Thursday, January 15, 2015

Oh, That Sweater!

    Knitted clothing is older than most people think. The earliest example, a sock, goes back to around  300-500 years AD.  Knitted caps, capes, jackets, and naturally, socks, were commonplace, especially with the lower classes, because of their practicality, relative lack of expense, and their warmth.
    Practical, since they could be adapted for all kinds of uses, from hard outdoor labors, to indoor pursuits, like house keeping.
    Inexpensive, since yarn was at that time cheap, and easy to get, especially if you had sheep of your own, so you could spin your own yarns, and save a lot of money.
    And of course their warmth, since the unique qualities of wool fibers, make them ideal for outdoors, or cold, drafty, cottages.  Wool, because of its fiber structure, creates a nearly impenetrable surface when knitted, woven or felted. Add to that the presence of natural lanolin on the fiber surface, and its water repellent as well.
    But sweaters as highly decorated garments remained the province of the lower classes for a very long time. In fact, with few exceptions, The upper classes viewed knitted garments as unfit for them, being, "less fine" in their making up.  The real exception to that was socks or stockings. which were made for the wealthy and titled by extremely skilled Muslim knitters.
    Slowly but surely, other knitted things crept into the households of the well to do. First in the form of knitted mitts to keep the hands warm in those aforementioned drafty homes. Next, interestingly, night caps, often heavily decorated with embroidery and beads.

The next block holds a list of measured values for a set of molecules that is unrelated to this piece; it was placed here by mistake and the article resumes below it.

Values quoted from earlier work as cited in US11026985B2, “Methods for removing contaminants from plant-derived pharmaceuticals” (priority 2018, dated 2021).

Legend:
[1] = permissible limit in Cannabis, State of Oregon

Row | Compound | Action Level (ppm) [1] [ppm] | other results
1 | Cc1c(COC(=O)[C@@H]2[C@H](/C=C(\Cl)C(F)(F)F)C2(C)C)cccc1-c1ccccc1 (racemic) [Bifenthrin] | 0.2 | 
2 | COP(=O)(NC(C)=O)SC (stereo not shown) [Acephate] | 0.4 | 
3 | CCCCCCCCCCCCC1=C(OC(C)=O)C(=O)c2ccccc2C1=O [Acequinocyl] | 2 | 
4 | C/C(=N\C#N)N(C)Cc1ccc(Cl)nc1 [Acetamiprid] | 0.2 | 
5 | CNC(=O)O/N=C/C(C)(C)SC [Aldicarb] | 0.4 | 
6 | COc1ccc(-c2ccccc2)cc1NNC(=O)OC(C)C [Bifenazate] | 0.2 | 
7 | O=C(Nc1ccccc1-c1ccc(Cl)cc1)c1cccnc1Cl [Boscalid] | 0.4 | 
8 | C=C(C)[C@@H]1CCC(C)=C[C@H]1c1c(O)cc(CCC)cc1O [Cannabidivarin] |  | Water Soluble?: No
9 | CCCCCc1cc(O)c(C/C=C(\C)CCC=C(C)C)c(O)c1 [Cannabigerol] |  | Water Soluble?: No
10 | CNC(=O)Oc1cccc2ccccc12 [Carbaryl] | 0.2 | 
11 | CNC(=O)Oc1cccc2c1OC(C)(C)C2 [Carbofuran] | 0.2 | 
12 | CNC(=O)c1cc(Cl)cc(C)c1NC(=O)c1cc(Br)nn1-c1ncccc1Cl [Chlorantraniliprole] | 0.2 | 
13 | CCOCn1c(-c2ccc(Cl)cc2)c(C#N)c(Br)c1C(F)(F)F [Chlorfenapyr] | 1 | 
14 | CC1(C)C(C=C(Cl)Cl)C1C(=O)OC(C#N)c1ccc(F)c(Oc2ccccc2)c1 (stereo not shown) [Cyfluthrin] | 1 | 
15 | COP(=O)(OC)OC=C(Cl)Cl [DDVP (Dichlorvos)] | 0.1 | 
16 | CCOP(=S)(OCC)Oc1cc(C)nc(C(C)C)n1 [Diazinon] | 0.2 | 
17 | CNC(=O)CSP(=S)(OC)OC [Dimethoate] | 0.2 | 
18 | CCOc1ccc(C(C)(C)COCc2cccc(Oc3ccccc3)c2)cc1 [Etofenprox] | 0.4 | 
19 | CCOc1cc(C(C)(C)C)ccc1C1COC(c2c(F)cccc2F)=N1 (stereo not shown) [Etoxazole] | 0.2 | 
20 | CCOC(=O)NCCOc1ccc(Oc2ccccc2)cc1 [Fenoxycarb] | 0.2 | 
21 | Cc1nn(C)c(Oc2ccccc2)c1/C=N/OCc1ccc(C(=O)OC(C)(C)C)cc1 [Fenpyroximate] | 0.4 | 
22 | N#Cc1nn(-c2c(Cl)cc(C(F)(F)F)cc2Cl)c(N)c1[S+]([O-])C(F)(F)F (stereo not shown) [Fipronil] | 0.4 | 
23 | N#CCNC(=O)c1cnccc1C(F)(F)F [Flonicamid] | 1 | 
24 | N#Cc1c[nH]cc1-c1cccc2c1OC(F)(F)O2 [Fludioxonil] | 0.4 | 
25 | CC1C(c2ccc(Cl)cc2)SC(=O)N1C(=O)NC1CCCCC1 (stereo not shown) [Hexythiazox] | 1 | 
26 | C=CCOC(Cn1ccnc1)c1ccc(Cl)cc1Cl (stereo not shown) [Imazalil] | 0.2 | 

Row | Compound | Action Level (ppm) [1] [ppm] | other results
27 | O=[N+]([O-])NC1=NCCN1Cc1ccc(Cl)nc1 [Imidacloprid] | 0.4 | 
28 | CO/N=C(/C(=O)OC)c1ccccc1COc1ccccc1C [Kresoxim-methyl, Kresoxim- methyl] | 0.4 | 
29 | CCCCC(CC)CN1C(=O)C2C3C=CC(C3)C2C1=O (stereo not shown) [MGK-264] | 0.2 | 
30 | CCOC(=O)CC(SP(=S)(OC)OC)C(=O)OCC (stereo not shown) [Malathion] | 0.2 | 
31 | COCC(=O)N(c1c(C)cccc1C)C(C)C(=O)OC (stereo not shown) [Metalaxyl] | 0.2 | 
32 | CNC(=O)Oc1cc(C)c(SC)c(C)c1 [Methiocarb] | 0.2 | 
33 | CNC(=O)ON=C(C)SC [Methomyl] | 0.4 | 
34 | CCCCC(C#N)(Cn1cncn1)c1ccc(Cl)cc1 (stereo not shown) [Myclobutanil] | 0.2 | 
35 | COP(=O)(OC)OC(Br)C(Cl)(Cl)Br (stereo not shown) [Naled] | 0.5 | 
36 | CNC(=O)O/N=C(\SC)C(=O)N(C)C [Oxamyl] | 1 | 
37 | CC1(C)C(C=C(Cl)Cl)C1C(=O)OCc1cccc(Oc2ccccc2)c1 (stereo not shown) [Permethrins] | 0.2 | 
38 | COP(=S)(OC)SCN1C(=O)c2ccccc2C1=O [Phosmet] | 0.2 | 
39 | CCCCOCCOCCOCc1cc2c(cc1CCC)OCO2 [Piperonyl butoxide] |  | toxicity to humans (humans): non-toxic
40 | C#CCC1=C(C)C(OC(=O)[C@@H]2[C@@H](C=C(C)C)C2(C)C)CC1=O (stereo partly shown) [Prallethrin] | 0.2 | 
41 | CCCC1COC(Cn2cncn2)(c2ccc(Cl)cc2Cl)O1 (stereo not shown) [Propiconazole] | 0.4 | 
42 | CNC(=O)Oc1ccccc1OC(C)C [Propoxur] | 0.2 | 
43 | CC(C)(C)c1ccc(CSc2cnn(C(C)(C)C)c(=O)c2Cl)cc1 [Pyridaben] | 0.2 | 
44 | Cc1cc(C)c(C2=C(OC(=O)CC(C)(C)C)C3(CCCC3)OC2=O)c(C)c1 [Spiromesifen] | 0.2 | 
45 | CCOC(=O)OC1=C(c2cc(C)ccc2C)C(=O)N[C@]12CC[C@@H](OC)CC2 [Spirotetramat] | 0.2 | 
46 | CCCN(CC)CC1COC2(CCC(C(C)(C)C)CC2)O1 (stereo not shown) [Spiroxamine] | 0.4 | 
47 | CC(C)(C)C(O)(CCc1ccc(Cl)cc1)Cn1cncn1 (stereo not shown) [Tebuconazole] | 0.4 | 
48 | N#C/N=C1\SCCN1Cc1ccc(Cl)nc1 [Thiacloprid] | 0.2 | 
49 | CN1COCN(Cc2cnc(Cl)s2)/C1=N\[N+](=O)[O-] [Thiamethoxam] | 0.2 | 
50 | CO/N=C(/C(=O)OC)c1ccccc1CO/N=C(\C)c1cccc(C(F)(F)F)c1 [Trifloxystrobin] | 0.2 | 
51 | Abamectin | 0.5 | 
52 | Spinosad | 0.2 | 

But it wasn't really till the 20th century that the sweater as we now know it came to real prominence.  Along with the easing of all kinds of social standards, and the increase of people of all walks of life engaging in sports, sweaters, and sweater dressing, began to rise in the public mind to a level where it crossed all class borders.
     It was really two factors in the early 20th century that pushed this forward successfully.  One was the rise of skiing as a luxury winter sport.  It was expensive to go skiing, since it required specialized equipment that wasn't easy to come by, travel to remote places, and the freedom to do so.  So inevitably the attire connected with it, gained cachet, especially the boldly patterned sweaters.
    The other reason was a person, Gabrielle Coco Chanel.  With her early championing of jersey knits and other types of knitted gear, she presented, for the first time, clothing, pointed towards the wealthy, that referenced directly the apparel of the working classes.  She made it seem modern, chic, and desirable.  And it worked, in spades.
    During the 1930's, just before the wartime restrictions on fabrics, the twinset was born.  When  coupled with shortages of heating fuels,  which made dressing warmly more of a priority the twin set became a serious go to for women over every station in life.  It was a pairing of a knitted blouse, and a matching cardigan sweater, both decorated sometimes with embroidery or beadwork, making them usable as evening attire, when most women could neither afford, nor acquire, formal clothes.  They became so ubiquitous that the fashion continued long after the privations of the war were over, continuing  all the way up to today.
    From that time, both popularity, and new technologies, like knitting machines controlled by computer, and robotics, have kept knitted garments firmly in the center of the Attire conversation.
And with the growth of the DIY movement, home knitting has once again surged forward, allowing more people to express their individuality, with the labor of their own two hands.

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